This stuff is literally ground-up Biscoff cookies, mixed with extra sugar and oil. It’s smoother than peanut butter, and good lord is it magnificent. (There’s also a chunky version, which I haven’t tried yet.)

We had just been eating it by the spoonful when the lit-theory-class/post-modern sector of my brain said“What if you took this cookie spread, and made it back into cookies?” And thus, Meta-Cookies. Cookies made out of cookies. Continue reading Meta-Cookies

Miso-Broiled Mackerel

Miso-Broiled Mackerel and Sustainable Seafood

Our planet is running out of seafood, and it’s my fault. (It’s probably your fault, too.) There are a bunch of fish—sadly, most of humanity’s favorites—that are being overfished, global-warmed, and polluted basically out of existence.

The most serious of these is bluefin tuna, AKA toro, the kind of tuna that goes into high-end sushi all around the world. The delicious species is on the razor’s edge of extinction: There are only a few thousand left by some estimates. If you care about the planet at all, you should probably not eat any of it again.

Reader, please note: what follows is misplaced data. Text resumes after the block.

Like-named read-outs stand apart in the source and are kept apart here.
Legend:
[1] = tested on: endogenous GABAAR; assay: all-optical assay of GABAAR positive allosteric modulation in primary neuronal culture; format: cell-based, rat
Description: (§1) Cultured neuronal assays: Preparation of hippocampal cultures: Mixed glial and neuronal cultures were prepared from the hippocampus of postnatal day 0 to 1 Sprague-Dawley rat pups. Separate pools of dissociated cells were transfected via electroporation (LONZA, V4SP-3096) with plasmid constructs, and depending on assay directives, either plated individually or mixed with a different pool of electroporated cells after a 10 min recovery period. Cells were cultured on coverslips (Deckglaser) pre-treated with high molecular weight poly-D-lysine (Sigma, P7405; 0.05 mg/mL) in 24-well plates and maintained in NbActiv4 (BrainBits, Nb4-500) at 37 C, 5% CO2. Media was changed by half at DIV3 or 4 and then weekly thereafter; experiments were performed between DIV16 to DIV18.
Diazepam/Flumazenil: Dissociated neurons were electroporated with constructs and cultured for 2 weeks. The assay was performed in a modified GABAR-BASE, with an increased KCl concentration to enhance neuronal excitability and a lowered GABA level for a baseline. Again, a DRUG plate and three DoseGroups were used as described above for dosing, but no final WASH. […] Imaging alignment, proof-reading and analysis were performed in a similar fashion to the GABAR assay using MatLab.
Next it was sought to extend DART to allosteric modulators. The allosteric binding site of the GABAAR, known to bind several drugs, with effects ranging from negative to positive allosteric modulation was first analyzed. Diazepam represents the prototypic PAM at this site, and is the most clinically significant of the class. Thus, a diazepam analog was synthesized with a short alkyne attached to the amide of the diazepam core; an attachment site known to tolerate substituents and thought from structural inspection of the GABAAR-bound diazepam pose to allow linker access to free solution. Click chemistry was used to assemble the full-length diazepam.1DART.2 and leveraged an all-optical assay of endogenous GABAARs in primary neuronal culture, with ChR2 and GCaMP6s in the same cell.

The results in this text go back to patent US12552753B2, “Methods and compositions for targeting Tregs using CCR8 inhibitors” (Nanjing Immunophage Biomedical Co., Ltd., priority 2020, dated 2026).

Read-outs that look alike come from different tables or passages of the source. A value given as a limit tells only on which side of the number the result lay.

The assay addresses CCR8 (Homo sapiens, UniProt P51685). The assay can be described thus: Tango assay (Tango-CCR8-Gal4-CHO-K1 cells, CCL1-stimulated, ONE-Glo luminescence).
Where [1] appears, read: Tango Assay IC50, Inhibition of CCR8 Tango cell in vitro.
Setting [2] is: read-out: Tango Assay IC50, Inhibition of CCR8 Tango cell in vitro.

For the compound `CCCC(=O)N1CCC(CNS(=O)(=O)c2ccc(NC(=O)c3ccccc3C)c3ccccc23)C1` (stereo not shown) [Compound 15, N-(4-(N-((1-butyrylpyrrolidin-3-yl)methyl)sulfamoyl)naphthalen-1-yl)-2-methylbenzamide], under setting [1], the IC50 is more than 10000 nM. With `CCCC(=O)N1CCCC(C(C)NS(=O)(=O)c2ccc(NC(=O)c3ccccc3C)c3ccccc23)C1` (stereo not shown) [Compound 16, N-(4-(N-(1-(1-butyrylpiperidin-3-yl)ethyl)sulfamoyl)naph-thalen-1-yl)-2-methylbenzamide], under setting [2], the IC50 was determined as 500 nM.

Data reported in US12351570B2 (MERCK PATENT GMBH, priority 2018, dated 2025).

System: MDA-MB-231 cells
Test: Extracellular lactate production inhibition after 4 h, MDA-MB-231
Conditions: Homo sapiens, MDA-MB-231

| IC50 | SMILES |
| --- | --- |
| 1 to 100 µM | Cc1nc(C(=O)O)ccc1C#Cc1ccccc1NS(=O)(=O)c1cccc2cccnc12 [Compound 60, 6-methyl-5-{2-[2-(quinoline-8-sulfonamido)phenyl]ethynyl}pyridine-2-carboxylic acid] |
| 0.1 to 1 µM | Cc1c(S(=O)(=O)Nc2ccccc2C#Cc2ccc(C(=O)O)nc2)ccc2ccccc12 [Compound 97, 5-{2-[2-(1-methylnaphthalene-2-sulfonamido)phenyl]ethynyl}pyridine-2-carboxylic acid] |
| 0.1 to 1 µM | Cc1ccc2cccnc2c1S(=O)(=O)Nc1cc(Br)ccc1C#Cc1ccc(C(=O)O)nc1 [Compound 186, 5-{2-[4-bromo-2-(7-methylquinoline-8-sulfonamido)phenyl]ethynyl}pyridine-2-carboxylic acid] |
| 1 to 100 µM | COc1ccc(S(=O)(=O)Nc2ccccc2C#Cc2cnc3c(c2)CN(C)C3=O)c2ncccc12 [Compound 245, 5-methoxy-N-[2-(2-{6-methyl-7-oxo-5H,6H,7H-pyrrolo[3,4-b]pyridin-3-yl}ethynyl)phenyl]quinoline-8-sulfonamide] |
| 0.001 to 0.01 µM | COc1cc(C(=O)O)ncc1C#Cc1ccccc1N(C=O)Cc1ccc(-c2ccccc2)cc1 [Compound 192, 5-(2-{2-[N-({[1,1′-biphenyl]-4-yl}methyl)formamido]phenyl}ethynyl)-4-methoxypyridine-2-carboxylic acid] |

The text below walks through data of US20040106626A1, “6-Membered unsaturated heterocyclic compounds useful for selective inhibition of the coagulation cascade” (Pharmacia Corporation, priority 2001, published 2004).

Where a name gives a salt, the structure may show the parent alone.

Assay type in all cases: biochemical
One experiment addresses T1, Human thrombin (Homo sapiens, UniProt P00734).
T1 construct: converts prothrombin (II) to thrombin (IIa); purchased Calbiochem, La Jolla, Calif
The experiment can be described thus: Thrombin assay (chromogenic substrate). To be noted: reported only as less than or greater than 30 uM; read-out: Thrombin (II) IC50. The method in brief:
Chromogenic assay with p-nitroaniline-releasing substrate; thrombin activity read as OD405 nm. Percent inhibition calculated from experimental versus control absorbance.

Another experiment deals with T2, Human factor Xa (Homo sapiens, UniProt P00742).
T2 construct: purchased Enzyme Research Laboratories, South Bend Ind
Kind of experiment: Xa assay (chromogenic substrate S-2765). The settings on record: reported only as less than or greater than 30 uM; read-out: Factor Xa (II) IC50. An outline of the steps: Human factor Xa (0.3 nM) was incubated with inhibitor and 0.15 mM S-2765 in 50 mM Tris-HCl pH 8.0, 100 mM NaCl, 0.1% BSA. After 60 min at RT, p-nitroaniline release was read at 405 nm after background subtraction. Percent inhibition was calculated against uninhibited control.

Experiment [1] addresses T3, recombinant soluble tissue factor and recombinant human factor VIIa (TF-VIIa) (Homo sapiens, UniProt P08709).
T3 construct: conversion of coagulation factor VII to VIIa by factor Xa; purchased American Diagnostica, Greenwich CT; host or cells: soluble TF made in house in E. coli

And that’s not the only fish to steer clear of: For various reasons, Atlantic salmon, imported farmed shrimp, and freshwater eel (AKA unagi, my favorite sushi-roll ingredient) are all rated as “avoid” by the Monterey Bay Aquarium’s Seafood Watch guide.

But it’s not all bad. Wild-caught Alaskan salmon is an extremely well-managed fish, and you can eat as much of it as you’d like without worrying about the environment (your wallet, on the other hand, might take a beating). And shrimp from the US (like the Gulf of Mexico), whether it’s farmed or wild-caught, is fine as well. There are even several kinds of tuna that are safe to eat—it just depends on how and where they were caught.

The key is doing your research. Seafood Watch has a wealth of information (and even an iPhone app), which I use all the time and recommend highly. You’ll also have to ask questions at your supermarket: Where was this caught? Was it caught in a net or via longline? What kind of feed does the farm use? Yeah, it’s a pain, but the way things are going, you kinda have to.

Continue reading Miso-Broiled Mackerel and Sustainable Seafood